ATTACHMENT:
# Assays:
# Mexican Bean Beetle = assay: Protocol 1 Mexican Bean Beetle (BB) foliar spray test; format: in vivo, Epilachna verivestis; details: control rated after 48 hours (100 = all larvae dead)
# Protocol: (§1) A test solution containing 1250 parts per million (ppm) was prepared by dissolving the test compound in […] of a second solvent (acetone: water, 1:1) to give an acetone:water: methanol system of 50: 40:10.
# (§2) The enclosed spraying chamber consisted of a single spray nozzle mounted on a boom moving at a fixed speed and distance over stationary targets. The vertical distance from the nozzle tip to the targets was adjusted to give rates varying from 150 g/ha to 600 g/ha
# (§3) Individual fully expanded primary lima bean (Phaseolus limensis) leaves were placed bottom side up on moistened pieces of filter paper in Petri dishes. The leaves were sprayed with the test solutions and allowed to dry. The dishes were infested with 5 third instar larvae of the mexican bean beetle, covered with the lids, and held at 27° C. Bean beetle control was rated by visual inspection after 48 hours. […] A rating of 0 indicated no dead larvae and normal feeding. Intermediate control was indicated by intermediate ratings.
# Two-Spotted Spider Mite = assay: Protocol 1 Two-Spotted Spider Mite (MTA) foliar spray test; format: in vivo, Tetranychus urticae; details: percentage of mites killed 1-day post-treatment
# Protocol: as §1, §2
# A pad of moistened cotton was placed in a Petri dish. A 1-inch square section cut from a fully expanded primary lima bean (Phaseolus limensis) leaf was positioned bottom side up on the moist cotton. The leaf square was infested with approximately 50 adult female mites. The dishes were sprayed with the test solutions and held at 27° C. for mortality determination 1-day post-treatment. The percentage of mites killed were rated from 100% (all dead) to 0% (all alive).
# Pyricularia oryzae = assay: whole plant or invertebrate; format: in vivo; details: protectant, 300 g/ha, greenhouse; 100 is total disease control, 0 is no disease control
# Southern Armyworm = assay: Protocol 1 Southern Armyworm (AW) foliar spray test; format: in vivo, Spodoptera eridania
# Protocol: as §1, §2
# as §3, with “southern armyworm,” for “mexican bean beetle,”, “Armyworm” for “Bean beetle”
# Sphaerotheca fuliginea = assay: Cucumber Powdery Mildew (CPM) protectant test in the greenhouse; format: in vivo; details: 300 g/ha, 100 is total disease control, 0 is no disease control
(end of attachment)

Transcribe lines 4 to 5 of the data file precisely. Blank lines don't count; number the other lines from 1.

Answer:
# (§2) The enclosed spraying chamber consisted of a single spray nozzle mounted on a boom moving at a fixed speed and distance over stationary targets. The vertical distance from the nozzle tip to the targets was adjusted to give rates varying from 150 g/ha to 600 g/ha
# (§3) Individual fully expanded primary lima bean (Phaseolus limensis) leaves were placed bottom side up on moistened pieces of filter paper in Petri dishes. The leaves were sprayed with the test solutions and allowed to dry. The dishes were infested with 5 third instar larvae of the mexican bean beetle, covered with the lids, and held at 27° C. Bean beetle control was rated by visual inspection after 48 hours. […] A rating of 0 indicated no dead larvae and normal feeding. Intermediate control was indicated by intermediate ratings.